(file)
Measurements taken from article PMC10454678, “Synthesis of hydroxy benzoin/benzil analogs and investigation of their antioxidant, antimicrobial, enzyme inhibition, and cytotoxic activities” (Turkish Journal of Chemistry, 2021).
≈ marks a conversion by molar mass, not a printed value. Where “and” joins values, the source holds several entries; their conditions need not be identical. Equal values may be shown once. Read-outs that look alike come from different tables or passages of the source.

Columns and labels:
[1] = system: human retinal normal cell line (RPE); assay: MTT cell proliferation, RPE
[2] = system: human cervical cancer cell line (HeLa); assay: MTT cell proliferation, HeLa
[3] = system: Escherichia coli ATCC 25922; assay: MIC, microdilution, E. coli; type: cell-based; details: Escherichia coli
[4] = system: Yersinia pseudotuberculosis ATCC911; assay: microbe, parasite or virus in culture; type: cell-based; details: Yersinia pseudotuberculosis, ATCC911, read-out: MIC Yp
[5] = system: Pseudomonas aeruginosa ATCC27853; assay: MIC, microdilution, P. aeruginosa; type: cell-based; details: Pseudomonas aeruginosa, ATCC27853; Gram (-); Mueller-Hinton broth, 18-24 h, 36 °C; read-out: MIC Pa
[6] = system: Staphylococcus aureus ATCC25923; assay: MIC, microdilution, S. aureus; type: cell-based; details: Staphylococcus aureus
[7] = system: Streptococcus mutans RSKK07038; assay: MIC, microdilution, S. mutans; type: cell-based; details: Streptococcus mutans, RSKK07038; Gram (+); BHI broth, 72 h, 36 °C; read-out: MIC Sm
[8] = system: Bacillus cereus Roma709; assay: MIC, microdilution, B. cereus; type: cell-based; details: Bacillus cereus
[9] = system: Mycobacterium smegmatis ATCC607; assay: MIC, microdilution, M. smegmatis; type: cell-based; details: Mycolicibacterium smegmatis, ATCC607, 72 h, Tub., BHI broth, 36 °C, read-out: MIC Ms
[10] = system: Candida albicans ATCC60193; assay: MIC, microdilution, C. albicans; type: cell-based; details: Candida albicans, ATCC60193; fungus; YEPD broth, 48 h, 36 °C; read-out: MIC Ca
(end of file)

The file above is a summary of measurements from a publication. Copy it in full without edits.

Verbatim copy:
Measurements taken from article PMC10454678, “Synthesis of hydroxy benzoin/benzil analogs and investigation of their antioxidant, antimicrobial, enzyme inhibition, and cytotoxic activities” (Turkish Journal of Chemistry, 2021).
≈ marks a conversion by molar mass, not a printed value. Where “and” joins values, the source holds several entries; their conditions need not be identical. Equal values may be shown once. Read-outs that look alike come from different tables or passages of the source.

Columns and labels:
[1] = system: human retinal normal cell line (RPE); assay: MTT cell proliferation, RPE
[2] = system: human cervical cancer cell line (HeLa); assay: MTT cell proliferation, HeLa
[3] = system: Escherichia coli ATCC 25922; assay: MIC, microdilution, E. coli; type: cell-based; details: Escherichia coli
[4] = system: Yersinia pseudotuberculosis ATCC911; assay: microbe, parasite or virus in culture; type: cell-based; details: Yersinia pseudotuberculosis, ATCC911, read-out: MIC Yp
[5] = system: Pseudomonas aeruginosa ATCC27853; assay: MIC, microdilution, P. aeruginosa; type: cell-based; details: Pseudomonas aeruginosa, ATCC27853; Gram (-); Mueller-Hinton broth, 18-24 h, 36 °C; read-out: MIC Pa
[6] = system: Staphylococcus aureus ATCC25923; assay: MIC, microdilution, S. aureus; type: cell-based; details: Staphylococcus aureus
[7] = system: Streptococcus mutans RSKK07038; assay: MIC, microdilution, S. mutans; type: cell-based; details: Streptococcus mutans, RSKK07038; Gram (+); BHI broth, 72 h, 36 °C; read-out: MIC Sm
[8] = system: Bacillus cereus Roma709; assay: MIC, microdilution, B. cereus; type: cell-based; details: Bacillus cereus
[9] = system: Mycobacterium smegmatis ATCC607; assay: MIC, microdilution, M. smegmatis; type: cell-based; details: Mycolicibacterium smegmatis, ATCC607, 72 h, Tub., BHI broth, 36 °C, read-out: MIC Ms
[10] = system: Candida albicans ATCC60193; assay: MIC, microdilution, C. albicans; type: cell-based; details: Candida albicans, ATCC60193; fungus; YEPD broth, 48 h, 36 °C; read-out: MIC Ca